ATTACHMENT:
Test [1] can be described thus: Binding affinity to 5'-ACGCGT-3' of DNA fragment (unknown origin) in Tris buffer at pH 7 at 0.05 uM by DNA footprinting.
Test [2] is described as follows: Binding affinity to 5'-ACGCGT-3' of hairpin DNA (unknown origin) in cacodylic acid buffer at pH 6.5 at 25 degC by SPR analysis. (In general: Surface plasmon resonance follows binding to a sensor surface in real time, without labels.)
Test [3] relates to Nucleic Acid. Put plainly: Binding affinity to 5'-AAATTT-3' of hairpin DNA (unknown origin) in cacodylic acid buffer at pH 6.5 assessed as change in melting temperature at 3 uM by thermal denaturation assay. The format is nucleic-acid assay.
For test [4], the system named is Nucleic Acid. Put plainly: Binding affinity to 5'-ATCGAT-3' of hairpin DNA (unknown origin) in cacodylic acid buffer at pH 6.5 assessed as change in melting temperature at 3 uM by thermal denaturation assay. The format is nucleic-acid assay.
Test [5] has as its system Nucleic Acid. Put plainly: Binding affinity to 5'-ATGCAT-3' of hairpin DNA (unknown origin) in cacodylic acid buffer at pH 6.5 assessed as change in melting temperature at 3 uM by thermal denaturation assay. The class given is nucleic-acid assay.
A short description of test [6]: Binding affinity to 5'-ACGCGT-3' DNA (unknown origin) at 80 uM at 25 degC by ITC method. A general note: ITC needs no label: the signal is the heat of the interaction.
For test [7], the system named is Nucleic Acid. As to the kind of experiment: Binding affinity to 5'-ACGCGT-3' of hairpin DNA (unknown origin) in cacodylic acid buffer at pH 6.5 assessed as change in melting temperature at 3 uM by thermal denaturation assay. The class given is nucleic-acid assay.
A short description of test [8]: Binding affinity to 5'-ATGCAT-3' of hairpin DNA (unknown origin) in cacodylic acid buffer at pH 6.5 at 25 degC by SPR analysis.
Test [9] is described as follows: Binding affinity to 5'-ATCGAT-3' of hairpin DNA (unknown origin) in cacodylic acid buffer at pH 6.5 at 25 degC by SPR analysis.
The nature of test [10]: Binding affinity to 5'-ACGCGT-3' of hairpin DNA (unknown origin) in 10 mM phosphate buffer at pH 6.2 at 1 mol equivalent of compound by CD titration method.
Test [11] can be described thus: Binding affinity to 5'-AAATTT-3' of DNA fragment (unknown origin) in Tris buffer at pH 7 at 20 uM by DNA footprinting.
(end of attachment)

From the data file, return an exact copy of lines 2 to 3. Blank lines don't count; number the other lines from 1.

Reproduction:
Test [2] is described as follows: Binding affinity to 5'-ACGCGT-3' of hairpin DNA (unknown origin) in cacodylic acid buffer at pH 6.5 at 25 degC by SPR analysis. (In general: Surface plasmon resonance follows binding to a sensor surface in real time, without labels.)
Test [3] relates to Nucleic Acid. Put plainly: Binding affinity to 5'-AAATTT-3' of hairpin DNA (unknown origin) in cacodylic acid buffer at pH 6.5 assessed as change in melting temperature at 3 uM by thermal denaturation assay. The format is nucleic-acid assay.